When she came to a dip in the track too low for her to pass beneath, she grasped one of the wooden posts. Splinters dug into her arms as she held onto the thing she feared most in the confused belief that it couldn't devour her if she clasped it tightly enough. She wasn't aware of the passage of time, only the sound of her screams, the sporadic roar of the monster as it rushed overhead, the rough splinters of the post digging into the baby-soft skin of her arms, and the fact that she wasn't ever going to see her mother again.

While Sophie stood helplessly watching, Uncle Earl came up behind them and dragged her off the post with a bellow. What the hell is wrong with her now?

I think she's afraid of it. He snatched Honey up by the waist and pulled her out from beneath the coaster. Walking with great loping strides, he carried her through the clusters of people visiting the park that day and up the ramp into the station house where Black Thunder loaded its riders. A train sat empty, ready for its next group of passengers. She has learned to take care of herself and everybody else but, above all, never to depend on anyone else.

Eric, the Golden Boy with a well-healed family background, seemingly has a carefree life, but he lives with his own private demons after one reckless night that results in deeply tragic circumstances. Dash is paternalistic and a loner, seemingly content to be on his own. Eric is aloof and cold-hearted. All three seem not to need anyone. But scratch the surface and their deepest wounds are exposed as well as their deepest vulnerabilities.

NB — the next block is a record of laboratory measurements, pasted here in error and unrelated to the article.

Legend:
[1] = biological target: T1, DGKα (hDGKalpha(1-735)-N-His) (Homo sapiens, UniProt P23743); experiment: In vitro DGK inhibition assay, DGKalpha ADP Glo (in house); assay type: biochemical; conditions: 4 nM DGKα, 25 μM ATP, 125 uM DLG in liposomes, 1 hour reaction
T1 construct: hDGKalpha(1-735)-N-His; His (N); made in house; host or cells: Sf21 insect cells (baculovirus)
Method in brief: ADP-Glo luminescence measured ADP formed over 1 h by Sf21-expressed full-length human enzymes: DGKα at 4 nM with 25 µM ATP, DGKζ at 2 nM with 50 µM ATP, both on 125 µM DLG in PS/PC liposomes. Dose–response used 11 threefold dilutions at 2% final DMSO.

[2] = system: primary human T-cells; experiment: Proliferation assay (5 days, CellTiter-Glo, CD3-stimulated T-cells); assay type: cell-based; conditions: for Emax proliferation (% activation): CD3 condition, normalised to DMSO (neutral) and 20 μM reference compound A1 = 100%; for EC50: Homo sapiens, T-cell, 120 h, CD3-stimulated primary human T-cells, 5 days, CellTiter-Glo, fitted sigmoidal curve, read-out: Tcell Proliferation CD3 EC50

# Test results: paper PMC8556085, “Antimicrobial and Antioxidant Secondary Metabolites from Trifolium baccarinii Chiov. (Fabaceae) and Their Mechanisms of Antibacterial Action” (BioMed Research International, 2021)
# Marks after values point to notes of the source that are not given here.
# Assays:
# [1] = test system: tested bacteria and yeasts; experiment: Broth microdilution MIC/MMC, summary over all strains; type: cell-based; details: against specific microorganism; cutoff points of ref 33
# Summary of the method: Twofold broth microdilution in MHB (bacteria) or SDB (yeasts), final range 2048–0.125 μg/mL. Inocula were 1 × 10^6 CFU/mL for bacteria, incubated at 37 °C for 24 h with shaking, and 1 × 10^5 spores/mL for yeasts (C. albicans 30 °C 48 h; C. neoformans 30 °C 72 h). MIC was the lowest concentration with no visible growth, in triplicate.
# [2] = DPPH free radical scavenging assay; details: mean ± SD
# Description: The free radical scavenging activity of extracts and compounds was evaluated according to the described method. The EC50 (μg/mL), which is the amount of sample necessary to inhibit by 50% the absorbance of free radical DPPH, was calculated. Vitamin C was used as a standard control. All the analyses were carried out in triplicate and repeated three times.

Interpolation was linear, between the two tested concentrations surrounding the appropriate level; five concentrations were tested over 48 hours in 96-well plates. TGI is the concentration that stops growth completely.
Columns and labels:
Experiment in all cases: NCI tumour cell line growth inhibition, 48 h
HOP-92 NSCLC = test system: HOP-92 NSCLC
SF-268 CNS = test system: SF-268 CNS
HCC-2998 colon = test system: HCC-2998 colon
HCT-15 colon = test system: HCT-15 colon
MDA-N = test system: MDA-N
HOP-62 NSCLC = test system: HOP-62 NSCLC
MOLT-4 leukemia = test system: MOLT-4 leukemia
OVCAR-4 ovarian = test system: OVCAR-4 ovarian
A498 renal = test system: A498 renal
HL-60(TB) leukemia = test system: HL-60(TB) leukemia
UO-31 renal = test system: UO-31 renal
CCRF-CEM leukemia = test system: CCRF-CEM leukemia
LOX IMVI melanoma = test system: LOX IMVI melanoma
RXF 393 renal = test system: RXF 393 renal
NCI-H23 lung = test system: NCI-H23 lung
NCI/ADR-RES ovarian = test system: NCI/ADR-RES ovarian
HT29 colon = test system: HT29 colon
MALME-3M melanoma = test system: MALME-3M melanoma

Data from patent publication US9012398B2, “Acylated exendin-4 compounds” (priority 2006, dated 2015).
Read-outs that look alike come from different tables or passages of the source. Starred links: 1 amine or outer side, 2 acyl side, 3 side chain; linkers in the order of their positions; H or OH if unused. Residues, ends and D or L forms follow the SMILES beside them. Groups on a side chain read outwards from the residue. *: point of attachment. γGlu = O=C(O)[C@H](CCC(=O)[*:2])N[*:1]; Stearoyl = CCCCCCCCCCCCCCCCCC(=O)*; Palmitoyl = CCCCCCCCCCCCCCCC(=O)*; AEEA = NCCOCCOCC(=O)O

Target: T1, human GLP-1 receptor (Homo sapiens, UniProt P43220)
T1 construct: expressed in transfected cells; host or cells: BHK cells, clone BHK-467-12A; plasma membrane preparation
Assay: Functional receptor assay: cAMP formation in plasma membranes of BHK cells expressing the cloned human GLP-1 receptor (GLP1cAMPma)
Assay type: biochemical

Honey is stubbornly independent and desperately needy.

Honey Moon

Honey is a character who is perfectly amazing in this girl-woman coming of age book. I cried at her pain and laughed at her spunkiness. Most romances would end with Dash and Honey coming to terms with their changing feelings for one another. It was at this point in the book that I really began to understand Honey and Dash and how deeply they felt they were unworthy of being loved.

But unlike the happily ever after of most romances, tragedy separates them and leaves Honey in a state of numb reality. All the while, Eric goes from being on top of the world to plunging into a dark abyss. And the emotions are so very real.

It is quite a metaphor — with Rolling Thunder taking us on a hair-raising plunge into the anguish of their world. Eric and Honey drift through a numbing routine until fate brings them together again.

When Eric and Honey couple for the first time—and it is not an act that can be called lovemaking—it is an almost desperate need to connect on a basic human level, to feel alive again rather than to feel so despondent and lonely.